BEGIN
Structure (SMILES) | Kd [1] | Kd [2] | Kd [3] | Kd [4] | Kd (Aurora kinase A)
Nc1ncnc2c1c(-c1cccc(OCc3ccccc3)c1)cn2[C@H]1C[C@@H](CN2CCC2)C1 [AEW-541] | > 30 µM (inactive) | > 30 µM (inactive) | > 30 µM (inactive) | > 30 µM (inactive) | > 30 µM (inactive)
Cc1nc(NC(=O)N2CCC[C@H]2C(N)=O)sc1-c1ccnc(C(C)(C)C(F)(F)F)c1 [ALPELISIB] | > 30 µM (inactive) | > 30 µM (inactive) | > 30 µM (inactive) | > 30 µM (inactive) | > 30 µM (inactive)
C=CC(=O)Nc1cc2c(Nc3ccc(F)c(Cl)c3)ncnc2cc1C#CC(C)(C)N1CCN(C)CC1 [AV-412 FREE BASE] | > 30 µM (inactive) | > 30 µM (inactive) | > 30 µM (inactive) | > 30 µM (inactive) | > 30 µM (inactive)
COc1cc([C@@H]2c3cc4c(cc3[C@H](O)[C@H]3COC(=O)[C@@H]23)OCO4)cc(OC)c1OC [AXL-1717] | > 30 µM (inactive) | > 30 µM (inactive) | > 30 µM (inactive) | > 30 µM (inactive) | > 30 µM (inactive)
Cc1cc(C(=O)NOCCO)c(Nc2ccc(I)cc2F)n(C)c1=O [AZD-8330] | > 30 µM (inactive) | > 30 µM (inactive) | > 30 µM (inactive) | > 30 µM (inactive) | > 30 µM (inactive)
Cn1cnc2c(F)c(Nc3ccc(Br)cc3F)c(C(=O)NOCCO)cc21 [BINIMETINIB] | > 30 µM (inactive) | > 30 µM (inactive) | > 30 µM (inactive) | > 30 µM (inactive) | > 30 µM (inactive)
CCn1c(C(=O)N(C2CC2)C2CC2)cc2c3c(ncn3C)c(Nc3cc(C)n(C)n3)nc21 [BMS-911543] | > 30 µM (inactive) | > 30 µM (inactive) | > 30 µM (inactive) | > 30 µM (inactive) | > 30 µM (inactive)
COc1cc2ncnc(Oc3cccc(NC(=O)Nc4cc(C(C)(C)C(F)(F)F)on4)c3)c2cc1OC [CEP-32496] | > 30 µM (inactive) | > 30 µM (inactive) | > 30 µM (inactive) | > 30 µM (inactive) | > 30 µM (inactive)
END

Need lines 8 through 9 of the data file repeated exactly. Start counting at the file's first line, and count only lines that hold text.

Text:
CCn1c(C(=O)N(C2CC2)C2CC2)cc2c3c(ncn3C)c(Nc3cc(C)n(C)n3)nc21 [BMS-911543] | > 30 µM (inactive) | > 30 µM (inactive) | > 30 µM (inactive) | > 30 µM (inactive) | > 30 µM (inactive)
COc1cc2ncnc(Oc3cccc(NC(=O)Nc4cc(C(C)(C)C(F)(F)F)on4)c3)c2cc1OC [CEP-32496] | > 30 µM (inactive) | > 30 µM (inactive) | > 30 µM (inactive) | > 30 µM (inactive) | > 30 µM (inactive)